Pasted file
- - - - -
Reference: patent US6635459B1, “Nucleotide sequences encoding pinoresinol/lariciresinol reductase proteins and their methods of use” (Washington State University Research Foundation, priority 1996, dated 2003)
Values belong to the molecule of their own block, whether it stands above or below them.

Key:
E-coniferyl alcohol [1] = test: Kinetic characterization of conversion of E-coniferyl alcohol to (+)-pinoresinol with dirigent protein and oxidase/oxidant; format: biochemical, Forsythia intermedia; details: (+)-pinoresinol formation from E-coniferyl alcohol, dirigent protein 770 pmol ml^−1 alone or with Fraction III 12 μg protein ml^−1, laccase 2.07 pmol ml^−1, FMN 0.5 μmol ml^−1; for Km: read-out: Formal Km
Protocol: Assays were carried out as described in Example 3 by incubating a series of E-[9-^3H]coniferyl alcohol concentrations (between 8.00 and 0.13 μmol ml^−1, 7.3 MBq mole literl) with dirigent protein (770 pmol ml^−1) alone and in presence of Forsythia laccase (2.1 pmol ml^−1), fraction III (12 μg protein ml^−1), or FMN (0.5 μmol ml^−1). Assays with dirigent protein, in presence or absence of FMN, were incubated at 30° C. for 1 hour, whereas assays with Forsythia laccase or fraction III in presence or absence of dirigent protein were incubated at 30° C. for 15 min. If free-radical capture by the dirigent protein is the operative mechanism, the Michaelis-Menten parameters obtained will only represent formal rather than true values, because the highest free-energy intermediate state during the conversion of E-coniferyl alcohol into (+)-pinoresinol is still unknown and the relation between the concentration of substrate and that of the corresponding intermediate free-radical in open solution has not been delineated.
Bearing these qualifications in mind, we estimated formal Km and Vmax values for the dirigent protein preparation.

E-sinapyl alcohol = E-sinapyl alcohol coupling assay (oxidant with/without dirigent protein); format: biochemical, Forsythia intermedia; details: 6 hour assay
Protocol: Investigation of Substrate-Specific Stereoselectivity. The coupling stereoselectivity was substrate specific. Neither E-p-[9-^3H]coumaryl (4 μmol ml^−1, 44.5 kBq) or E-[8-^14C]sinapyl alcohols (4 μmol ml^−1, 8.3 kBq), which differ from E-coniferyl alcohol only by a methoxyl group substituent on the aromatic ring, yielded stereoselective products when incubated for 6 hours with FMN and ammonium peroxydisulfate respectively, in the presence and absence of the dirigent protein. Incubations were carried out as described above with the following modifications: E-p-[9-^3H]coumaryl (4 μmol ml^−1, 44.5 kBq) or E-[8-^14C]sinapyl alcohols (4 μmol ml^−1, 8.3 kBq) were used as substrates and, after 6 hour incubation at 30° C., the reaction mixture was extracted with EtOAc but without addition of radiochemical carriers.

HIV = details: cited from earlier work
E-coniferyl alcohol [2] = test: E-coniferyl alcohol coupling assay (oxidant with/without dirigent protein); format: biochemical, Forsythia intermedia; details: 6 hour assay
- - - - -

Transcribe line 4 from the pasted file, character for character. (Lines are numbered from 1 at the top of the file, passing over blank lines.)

E-coniferyl alcohol [1] = test: Kinetic characterization of conversion of E-coniferyl alcohol to (+)-pinoresinol with dirigent protein and oxidase/oxidant; format: biochemical, Forsythia intermedia; details: (+)-pinoresinol formation from E-coniferyl alcohol, dirigent protein 770 pmol ml^−1 alone or with Fraction III 12 μg protein ml^−1, laccase 2.07 pmol ml^−1, FMN 0.5 μmol ml^−1; for Km: read-out: Formal Km